DUCK DUCK GOOSE is a game with 2 team formating a circle by sisting one by one. So each person has the other team members sitting right and left side of oneself. In the center of the circle there is two deck of cards. One deck is black and the other is red. Each person gets one card out of each team's deck(Red or Black) and go back to the circular posistion. The goal of this game is getting together with each team members and also making it sorted by numbers of the card each team members have while playing Duck Duck Goose game. If the other team members catch you then you should be back in your position and the turn goes to opponent's team. It means the team loses 1 turn of their chance. One thing really different to the Duck Duck Goose game is that this is a turn-based game so each team has their turn to be IT one by one. To add more interesting mechanics, when IT goes around the circle if IT meets same number of cards, the IT should draw another card from their deck and exchange card with that. One thing more important about who's gonna IT is that the other team member who is the closest person from last IT in specified circular direction(Clockwise or Counter-clockwise).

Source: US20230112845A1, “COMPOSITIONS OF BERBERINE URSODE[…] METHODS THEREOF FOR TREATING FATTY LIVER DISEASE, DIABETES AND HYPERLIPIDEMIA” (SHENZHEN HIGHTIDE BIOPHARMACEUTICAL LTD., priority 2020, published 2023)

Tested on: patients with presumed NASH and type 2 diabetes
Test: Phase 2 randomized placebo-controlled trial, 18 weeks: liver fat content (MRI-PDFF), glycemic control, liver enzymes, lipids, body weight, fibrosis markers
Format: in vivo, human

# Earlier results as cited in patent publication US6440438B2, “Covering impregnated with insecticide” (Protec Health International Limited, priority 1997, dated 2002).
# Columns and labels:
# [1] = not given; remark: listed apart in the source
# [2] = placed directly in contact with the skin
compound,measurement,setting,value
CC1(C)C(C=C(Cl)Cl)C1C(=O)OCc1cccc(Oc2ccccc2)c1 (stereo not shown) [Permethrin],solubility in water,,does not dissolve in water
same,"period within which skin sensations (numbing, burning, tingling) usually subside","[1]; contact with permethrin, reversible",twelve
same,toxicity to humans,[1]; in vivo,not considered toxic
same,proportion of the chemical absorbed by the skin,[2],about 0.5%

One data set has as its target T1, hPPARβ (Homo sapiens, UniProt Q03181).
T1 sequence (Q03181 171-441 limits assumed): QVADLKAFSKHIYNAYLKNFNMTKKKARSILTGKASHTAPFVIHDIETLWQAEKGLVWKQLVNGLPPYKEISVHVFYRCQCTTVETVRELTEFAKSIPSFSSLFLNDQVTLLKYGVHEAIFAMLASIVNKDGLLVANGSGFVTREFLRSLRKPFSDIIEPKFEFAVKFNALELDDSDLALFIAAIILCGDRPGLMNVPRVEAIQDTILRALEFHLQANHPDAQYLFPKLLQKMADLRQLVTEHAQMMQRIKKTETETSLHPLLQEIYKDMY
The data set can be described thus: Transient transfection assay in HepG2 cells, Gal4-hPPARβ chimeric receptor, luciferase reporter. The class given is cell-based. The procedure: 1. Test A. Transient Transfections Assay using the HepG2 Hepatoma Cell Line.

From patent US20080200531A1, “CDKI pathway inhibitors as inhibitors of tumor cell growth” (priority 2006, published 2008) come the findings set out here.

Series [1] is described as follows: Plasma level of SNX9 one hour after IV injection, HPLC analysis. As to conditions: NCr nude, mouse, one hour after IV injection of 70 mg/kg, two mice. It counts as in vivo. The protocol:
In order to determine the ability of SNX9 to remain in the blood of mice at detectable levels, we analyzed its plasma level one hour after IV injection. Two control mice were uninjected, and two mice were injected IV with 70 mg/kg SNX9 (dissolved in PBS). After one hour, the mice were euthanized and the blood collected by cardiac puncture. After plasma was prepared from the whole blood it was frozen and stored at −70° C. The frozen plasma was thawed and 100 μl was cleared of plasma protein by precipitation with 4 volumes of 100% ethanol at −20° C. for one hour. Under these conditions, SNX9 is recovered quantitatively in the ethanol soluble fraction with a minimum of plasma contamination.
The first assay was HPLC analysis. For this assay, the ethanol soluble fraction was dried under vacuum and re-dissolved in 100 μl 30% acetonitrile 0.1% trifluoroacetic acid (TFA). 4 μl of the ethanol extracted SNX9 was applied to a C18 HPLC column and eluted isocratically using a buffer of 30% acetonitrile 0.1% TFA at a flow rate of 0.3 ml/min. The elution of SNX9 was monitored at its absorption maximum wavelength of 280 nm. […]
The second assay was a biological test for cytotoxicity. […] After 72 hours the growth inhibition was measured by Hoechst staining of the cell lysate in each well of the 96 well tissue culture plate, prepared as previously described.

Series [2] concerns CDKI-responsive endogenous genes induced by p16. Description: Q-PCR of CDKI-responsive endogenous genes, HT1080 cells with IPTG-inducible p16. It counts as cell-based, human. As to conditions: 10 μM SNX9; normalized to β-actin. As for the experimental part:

Before the day of Playtesting with other team members, I came up with another SORTING game(which is different version of sorting game showed above).

The another SORTING game is also a 2 team game. First, one of each team members draws a card and moves to a start point of each team's line. Next person of the each team draws a card and if the number is bigger or same with the first person's card then just go after the person to make a longer line. But if the number is smaller than the first person then the 2nd person should exchange the card with the first person to make it bigger and then moves to the next of the first person. Next the third person also picks a card and just like what I said before if the number is bigger or same with the 2nd person than the person can just go next to the 2nd person but if it's smaller than it, then the 2nd person should deliver the card to the person in front of him/her(who is,in this case, the 1st person) and if the card reaches to the first person then 3rd person can exchange his card with him(the 1st person). So, the card should be delivered to the 1st person in the line to exchange with new player of the team and while doing that team members should try to sort the numbers in ascending order with holding their position. The goal is making the specified length of line of people faster than the other team.

[A Designer's Perspective]